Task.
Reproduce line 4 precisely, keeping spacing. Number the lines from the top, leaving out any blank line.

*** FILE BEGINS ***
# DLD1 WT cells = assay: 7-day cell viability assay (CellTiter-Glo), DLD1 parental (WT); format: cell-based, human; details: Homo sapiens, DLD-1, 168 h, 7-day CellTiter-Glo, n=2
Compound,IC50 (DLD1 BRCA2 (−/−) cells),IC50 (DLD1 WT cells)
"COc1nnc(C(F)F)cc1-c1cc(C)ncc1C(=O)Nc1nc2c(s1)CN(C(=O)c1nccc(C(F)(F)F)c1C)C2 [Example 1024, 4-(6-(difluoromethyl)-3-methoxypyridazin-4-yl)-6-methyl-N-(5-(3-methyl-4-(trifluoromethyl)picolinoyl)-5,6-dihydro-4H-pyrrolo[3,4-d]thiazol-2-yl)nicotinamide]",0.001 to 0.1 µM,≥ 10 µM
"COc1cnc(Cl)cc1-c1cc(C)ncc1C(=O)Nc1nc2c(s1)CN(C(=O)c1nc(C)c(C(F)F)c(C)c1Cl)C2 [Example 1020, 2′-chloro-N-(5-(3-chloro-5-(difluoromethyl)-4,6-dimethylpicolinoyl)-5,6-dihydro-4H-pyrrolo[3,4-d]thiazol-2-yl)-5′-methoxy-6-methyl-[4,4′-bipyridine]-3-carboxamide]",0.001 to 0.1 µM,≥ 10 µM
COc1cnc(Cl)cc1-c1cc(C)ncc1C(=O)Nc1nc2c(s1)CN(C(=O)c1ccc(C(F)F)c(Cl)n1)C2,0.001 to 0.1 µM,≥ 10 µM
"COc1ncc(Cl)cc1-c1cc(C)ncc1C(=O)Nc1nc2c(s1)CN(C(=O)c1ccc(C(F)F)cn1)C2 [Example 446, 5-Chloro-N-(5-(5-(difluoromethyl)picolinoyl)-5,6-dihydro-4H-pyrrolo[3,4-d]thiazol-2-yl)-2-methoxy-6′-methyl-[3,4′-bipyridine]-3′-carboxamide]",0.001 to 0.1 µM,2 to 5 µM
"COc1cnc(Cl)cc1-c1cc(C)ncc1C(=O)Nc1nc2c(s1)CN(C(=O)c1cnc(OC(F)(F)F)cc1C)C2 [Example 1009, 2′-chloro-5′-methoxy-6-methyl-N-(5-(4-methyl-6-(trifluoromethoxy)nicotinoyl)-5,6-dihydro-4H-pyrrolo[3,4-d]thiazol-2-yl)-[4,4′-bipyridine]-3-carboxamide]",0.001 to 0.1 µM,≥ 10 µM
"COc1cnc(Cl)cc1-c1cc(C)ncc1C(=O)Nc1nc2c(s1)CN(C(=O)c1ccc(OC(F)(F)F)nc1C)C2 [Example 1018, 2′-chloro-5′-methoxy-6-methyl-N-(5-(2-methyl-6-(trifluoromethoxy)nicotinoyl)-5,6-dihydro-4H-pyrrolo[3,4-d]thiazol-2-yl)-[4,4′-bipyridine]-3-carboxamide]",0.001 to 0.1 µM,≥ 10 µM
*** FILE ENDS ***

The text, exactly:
"COc1cnc(Cl)cc1-c1cc(C)ncc1C(=O)Nc1nc2c(s1)CN(C(=O)c1nc(C)c(C(F)F)c(C)c1Cl)C2 [Example 1020, 2′-chloro-N-(5-(3-chloro-5-(difluoromethyl)-4,6-dimethylpicolinoyl)-5,6-dihydro-4H-pyrrolo[3,4-d]thiazol-2-yl)-5′-methoxy-6-methyl-[4,4′-bipyridine]-3-carboxamide]",0.001 to 0.1 µM,≥ 10 µM